Root vegetables are in season, and they're cheap. That goes for carrots, parsnips, onions, and potatoes. The simpler you keep it, the less you'll spend. Let the natural flavors of the vegetables assert themselves. Mash your potatoes with butter and salt or roast them in wedges with some oil and herbs. Carrots, no problem. Now you need at least one green. Buy whatever green is the least expensive and most in season, and saute it with garlic, pepper, or maybe even nutmeg. Roasted broccoli or cauliflower are great. A seasonal squash can be wonderful too. It's so sweet already. If you require stuffing, keep that simple too. Make a ($1) box of Jiffy cornbread for your stuffing, and use celery, onions, and broth. If you have any dried fruits or nuts in the kitchen, toss those in as well. About three side dishes should be enough. To be safe, you could make some dinner rolls or biscuits.
Tip: Make your bread even more special with composed butter. Soften the butter and add herbs, honey, or spices and then harden the butter again in the fridge. It will seem fancy and will cost you nothing extra.
Try this: Sweet Potato Biscuits
Consider this recipe, especially if you already have a bunch of flour and whole milk. You'll only need to buy one sweet potato. Cut the biscuits smaller for more than eight biscuits. Get our Sweet Potato Biscuits recipe.
Try this: Citrus Collards with Raisins
You could use any bitter greens for this dish, which pairs well with savory mains. It's especially good if you have raisins on hand. Get our Citrus Collards with Raisins recipe.
Try this: Roasted Butternut Squash with Pears
One large butternut squash, or two medium-sized ones if your guests have heartier appetites, a few pears, and onions and you're ready. Save money by using dried rosemary. Get our Roasted Butternut Squash with Pears recipe.
Dessert Budget: $10
Make no more than two desserts. One big dessert could even be enough. The trick here is to pick an in-season fruit and play off that. Apples, pears, or cranberries are go-to ideas. Make a pie with from-scratch crust. Pumpkin or sweet potato pie doesn't have to be pricy either. If you don't want to even attempt a crust, make an apple-cranberry crumble. Serve it with freshly whipped cream, which requires only a small carton of cream. Add brown sugar or maple syrup to it if you wish and have it. Then, make cookies or bars, something that doesn't require anything expensive. Nothing more is needed. If you do it right, most people will be so full anyway, they'll just want a taste.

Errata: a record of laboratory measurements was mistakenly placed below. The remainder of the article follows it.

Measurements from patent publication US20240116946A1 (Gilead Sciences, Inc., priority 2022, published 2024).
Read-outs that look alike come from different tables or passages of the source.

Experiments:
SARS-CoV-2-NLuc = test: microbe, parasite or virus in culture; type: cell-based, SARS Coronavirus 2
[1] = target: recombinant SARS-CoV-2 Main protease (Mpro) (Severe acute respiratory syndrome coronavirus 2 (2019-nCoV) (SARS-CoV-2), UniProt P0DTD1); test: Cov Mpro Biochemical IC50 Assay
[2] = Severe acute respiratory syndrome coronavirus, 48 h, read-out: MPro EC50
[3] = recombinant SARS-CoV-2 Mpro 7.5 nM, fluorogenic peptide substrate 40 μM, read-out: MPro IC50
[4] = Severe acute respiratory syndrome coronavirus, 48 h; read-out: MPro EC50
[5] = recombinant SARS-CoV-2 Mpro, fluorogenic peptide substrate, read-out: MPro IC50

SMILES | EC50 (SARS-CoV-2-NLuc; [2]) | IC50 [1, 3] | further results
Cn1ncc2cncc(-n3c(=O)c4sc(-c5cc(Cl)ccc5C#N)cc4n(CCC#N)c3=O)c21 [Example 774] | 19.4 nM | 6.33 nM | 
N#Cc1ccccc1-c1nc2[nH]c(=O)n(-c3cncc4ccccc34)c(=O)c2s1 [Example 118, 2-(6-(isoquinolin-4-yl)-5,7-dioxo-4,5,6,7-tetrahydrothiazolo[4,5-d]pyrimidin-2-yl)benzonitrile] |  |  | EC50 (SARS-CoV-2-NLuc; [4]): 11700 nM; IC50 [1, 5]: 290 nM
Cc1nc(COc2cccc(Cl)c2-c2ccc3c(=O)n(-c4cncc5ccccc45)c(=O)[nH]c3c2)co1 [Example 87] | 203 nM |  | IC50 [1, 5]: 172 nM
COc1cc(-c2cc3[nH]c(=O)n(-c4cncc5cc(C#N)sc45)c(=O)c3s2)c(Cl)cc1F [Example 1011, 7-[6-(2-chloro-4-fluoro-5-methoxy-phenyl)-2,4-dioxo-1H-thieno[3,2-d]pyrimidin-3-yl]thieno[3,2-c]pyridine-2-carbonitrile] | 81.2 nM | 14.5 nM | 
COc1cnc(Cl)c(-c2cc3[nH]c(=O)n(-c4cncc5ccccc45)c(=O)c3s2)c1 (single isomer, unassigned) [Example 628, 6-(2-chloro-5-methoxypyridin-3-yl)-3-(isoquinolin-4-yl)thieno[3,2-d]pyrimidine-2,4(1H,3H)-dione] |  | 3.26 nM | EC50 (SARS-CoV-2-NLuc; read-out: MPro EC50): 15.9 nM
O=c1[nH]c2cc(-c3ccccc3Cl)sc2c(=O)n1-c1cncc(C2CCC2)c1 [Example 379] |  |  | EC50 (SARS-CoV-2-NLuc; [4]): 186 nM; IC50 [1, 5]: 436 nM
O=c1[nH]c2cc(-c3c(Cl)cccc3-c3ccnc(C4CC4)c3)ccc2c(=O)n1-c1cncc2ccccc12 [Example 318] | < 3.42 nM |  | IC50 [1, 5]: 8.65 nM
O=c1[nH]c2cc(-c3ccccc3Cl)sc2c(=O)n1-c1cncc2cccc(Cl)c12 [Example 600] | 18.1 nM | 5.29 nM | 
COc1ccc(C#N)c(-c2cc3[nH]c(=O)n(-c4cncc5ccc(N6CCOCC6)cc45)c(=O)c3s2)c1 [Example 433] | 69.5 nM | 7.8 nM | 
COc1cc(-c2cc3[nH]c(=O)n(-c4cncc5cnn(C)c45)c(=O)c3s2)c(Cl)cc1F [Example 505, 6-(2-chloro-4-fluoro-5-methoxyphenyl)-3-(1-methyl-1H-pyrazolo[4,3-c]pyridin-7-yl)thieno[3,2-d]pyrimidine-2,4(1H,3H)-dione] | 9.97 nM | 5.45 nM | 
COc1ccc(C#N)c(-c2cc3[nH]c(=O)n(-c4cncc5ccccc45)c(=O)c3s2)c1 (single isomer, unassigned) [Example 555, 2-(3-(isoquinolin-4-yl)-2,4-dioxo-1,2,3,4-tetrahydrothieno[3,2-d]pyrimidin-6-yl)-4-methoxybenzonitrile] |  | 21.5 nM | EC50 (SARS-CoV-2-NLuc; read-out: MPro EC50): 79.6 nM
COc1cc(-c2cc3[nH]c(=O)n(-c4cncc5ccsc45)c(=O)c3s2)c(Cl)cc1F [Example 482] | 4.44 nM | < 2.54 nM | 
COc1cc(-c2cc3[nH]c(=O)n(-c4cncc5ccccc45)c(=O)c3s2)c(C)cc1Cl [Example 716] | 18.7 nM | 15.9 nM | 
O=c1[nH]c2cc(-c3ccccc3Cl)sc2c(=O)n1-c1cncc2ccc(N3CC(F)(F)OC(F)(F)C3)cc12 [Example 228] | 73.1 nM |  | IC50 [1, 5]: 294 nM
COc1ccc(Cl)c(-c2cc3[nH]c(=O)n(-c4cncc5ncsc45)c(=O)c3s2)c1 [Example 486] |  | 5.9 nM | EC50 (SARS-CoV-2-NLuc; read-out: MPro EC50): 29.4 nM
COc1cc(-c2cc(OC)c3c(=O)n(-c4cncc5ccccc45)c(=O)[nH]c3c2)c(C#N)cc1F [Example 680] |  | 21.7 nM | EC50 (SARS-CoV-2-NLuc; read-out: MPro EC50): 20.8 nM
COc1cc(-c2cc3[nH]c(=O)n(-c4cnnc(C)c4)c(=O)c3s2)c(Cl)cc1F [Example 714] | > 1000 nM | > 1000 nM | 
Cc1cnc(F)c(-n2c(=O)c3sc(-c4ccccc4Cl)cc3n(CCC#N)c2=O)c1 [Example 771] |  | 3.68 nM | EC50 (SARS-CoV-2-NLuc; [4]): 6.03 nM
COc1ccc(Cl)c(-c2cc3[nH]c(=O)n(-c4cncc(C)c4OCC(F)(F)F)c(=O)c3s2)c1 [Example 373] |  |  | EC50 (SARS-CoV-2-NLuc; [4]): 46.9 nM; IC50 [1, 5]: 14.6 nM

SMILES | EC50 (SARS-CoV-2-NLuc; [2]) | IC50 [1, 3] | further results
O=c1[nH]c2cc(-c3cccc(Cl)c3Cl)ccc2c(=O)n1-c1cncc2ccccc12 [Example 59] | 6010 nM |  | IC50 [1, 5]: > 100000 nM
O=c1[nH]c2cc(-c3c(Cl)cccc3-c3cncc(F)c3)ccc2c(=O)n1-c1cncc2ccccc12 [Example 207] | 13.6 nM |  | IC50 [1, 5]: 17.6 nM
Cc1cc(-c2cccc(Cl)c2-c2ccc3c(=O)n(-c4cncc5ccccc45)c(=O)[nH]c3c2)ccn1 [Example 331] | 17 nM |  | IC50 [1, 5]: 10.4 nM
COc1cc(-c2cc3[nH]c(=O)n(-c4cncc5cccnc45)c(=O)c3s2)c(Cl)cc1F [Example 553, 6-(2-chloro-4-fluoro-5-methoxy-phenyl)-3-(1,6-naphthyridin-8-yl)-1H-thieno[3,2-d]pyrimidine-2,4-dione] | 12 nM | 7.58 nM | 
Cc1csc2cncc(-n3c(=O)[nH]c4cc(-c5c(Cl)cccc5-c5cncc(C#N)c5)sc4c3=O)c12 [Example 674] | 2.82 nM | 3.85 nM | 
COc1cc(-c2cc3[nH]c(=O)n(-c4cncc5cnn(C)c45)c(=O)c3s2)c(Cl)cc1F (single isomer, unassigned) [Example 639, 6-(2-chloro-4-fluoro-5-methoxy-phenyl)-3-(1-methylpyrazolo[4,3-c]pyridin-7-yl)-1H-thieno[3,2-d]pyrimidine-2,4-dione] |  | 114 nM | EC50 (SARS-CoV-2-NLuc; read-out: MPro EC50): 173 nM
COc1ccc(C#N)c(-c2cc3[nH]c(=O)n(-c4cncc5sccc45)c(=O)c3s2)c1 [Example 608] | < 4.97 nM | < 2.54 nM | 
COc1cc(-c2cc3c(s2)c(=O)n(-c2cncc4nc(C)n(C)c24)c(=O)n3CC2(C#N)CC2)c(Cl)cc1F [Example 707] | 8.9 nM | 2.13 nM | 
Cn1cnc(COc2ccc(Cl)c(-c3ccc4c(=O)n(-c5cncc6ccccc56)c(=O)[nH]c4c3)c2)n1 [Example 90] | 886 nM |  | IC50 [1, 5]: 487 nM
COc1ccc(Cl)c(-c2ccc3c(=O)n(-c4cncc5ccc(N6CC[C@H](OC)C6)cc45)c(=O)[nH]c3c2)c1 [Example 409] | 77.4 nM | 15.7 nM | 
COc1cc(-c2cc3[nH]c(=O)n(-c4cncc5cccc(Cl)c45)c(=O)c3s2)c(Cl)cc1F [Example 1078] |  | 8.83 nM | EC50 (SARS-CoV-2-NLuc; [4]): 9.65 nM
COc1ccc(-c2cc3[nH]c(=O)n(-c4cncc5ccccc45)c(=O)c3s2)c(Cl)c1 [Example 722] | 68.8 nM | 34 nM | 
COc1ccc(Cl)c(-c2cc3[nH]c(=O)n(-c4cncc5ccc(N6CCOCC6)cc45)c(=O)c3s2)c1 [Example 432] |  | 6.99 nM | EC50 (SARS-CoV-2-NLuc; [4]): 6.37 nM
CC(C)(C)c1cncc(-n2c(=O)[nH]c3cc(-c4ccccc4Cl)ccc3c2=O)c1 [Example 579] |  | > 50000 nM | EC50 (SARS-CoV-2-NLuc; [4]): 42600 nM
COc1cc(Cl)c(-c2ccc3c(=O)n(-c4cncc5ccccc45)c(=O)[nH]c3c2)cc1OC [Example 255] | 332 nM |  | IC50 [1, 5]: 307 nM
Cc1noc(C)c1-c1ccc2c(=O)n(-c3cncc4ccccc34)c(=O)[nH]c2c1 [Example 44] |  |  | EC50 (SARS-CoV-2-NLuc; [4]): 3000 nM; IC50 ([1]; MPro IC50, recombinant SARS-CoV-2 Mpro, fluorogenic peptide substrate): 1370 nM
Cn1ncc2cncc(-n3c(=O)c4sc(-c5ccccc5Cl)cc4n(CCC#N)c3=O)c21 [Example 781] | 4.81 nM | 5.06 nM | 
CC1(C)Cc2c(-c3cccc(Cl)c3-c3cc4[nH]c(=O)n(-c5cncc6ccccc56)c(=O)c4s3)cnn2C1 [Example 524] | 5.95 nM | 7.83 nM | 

Try it: Easy Apple Crisp
No crust necessary, just the oats and brown sugar you possibly have in the cupboard. Make it with whipped cream on the side or dolloped on top. Get our Easy Apple Crisp recipe.
Try it: Chocolate Crinkle Cookies
You might get away with making these wonderful and seasonally festive cookies by buying only a bar of chocolate and powdered sugar, if you don't already have it, and if you have four eggs lying around. Get our Chocolate Crinkle Cookies recipe.
Drinks Budget: $5
Buy a big jug of apple or cranberry juice and make a mulled beverage. Or just save your five bucks and drink the wine that your guests supplied and give the kids and nondrinkers water. It's all good.
Try this: Mulled Apple Cider
Don't have those whole spices this recipe requires? Use the powdered versions you have. Be flexible. This is really an extra anyway. Get our Mulled Apple Cider recipe.
All of it = $75! (... if you're disciplined.)
Stay strong. Stick to the plan. Don't go credit-crazy.
*For the cheapest option, you can always have a potluck. Then just make two dishes, like the main meat and a side, plus a cider or punch.
Amy Sowder is the assistant editor at Chowhound in New York City. She loves cheesy things, especially toasties and puns. She's trying to like mushrooms. Her running habit is the excuse for her gelato passion. Or is it the other way around? Follow her on Instagram, Twitter, and her blog, What Do I Eat Now. Learn more at AmySowder.com.